By Jane Vick
Let’s be honest, we’re all currently haunted. The human impact on this planet is catastrophic, and we live in the aftermath of our misguided decisions. But hope is not lost! And while we slowly work to repair—to put the ghosts to rest, as it were—we must consider all the aspects of our impact. Halloween is a surprisingly big one. Think of the thousands upon thousands of disposable candy wrappers; the throwaway, poorly made costumes; the decorations used once and sent to the dump … these sorts of holiday practices are scary in all the wrong ways. But we don’t have to lose the good scares while ridding ourselves of the bad ones; an eco-friendly Halloween is possible, my goblins, and the time is nigh. Let’s get to it.
How to haunt the lawn
The non-recyclable plastic skeleton might be tempting, but unless we’re planning to cherish it for years to come, let’s forgo anything that will end up in a landfill. Instead, let’s opt for the obvious option—pumpkins! Vegetable matter of any kind will decompose and leave no trace—remember to compost!—and the seeds can be saved for roasting. Carved gourds placed along walkways, on porches or in windows make for a witchy, eerie feel when lit candles are placed inside them. Those of us looking for something with more impact can grab an old sheet, stuff it with newspaper, paint a mouth and two eyes, and—badabing!—a ghost. Feeling fancy? Set up some spooky lighting, and hang this hauntingly domestic ectoplasm from a tree or roof. Let’s hope it’s a breezy night when the trick-or-treaters come calling. These are two of many great ideas to be found online—just google “environmentally friendly halloween decorations,” and go to work.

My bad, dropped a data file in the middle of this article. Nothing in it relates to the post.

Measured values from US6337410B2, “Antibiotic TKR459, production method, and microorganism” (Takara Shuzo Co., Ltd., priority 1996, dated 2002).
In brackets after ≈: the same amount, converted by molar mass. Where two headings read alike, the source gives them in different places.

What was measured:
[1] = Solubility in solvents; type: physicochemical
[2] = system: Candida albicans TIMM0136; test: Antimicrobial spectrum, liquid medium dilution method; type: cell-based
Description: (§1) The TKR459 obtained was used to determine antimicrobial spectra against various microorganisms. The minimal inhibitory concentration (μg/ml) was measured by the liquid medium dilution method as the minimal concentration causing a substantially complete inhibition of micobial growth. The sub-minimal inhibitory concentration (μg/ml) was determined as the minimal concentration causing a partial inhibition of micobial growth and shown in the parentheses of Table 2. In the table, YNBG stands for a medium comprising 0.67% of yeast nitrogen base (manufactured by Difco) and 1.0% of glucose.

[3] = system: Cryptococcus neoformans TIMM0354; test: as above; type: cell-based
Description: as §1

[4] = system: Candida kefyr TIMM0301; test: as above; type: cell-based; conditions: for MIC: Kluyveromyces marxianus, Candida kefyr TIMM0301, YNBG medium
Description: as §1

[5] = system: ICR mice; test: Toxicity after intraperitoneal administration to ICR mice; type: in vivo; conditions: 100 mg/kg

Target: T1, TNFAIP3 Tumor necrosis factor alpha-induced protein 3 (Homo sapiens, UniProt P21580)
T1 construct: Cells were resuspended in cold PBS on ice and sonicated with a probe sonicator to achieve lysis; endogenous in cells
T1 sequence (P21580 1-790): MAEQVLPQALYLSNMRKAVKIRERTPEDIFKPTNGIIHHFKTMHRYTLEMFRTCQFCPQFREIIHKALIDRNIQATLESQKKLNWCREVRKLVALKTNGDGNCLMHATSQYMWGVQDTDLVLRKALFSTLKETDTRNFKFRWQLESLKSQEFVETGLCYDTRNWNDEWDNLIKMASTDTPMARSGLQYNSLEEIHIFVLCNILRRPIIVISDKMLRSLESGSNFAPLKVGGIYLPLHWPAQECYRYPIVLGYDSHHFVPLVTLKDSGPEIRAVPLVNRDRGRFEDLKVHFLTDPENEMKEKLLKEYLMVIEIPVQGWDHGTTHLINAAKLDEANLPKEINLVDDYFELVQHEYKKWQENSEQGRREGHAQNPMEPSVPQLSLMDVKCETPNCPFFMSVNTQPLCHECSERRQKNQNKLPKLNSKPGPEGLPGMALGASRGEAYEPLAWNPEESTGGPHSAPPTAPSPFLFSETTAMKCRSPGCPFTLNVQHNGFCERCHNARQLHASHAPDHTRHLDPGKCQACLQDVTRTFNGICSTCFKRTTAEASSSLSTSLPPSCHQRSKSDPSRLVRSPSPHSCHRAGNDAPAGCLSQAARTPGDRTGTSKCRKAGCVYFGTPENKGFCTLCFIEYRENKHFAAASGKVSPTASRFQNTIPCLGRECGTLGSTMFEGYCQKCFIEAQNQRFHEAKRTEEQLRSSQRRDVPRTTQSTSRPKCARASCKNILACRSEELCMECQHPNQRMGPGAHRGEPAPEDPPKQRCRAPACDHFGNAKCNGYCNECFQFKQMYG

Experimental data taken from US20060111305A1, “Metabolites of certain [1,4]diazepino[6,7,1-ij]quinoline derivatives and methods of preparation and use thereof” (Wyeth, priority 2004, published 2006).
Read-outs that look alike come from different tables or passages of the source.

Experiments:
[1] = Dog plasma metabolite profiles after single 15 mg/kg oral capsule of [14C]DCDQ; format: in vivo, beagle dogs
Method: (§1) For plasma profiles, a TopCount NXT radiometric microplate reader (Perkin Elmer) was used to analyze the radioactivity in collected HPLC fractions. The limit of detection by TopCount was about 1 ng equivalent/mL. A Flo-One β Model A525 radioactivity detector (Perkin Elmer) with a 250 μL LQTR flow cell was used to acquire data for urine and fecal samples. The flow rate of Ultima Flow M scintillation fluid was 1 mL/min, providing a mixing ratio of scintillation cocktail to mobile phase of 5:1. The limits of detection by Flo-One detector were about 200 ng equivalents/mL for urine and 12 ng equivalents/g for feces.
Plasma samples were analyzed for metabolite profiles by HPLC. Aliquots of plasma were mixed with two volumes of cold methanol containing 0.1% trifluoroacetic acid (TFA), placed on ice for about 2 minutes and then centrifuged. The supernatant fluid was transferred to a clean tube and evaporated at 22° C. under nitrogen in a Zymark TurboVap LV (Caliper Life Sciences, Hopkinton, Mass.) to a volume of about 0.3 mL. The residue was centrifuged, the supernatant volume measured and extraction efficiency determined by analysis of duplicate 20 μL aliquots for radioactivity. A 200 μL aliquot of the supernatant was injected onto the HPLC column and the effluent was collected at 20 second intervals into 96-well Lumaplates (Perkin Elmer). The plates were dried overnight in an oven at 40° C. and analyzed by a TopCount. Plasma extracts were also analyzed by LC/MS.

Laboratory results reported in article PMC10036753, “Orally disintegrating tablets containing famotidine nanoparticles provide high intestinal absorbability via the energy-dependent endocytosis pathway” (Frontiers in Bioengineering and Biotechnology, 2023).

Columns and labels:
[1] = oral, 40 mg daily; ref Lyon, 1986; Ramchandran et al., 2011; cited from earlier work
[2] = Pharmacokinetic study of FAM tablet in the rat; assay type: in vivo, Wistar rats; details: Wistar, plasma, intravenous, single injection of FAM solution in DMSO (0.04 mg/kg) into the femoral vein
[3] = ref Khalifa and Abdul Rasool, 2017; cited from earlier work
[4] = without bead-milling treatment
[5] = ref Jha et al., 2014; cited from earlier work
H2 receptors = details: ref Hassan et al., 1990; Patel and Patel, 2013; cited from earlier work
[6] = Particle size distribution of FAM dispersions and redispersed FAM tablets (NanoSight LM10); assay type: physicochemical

Costumes that care
The costume is one of the most important Halloween features, and gives us each a chance to let loose and be a different character altogether for an evening. But the fact of the matter is that no matter how we slice it or dice it, we can’t justify buying a poorly made costume that we’re most likely going to wear once and throw away. It’s not the right move anymore, my friends, so let’s explore our other options. The DIY craft queens can skip this section, because they’ve no doubt made their own costumes for years; to them we doff our Lincoln hats and cat ears. The rest of us can, instead of tossing last year’s costume, try a costume-swap with friends—a last-year Dracula for a Cowardly Lion, and so on. Alternatively, many cool costumes can be DIY’d without busting out the sewing machine. I distinctly remember the year my Mom grabbed two giant pieces of white fabric with flecks, draped them over our dance leotards and turned my sister and I into Snow. It remains a fav to this day. Again, google is our best friend here. “Easy DIY costume ideas,” and we’re off to the races.
This is slightly tougher, because—unfortunately—we still live in an age of suspicion around anything not in a pre-sealed wrapper. I say go for it, and be sure to communicate with parents, but in the very likely chance that homemade treats are a no-go, look for things like organic lollipops and eco-friendly chocolates. Try to avoid plastic wrappers when possible, and plan to buy from the local health food store instead of Walmart. It might be more expensive, but that’s OK—buy less, and enjoy the art of the hand-out that much more.
So let’s all think of the Earth this season while we’re scaring the pants off our neighbors and baking pumpkin-shaped cookies. Happy Halloween!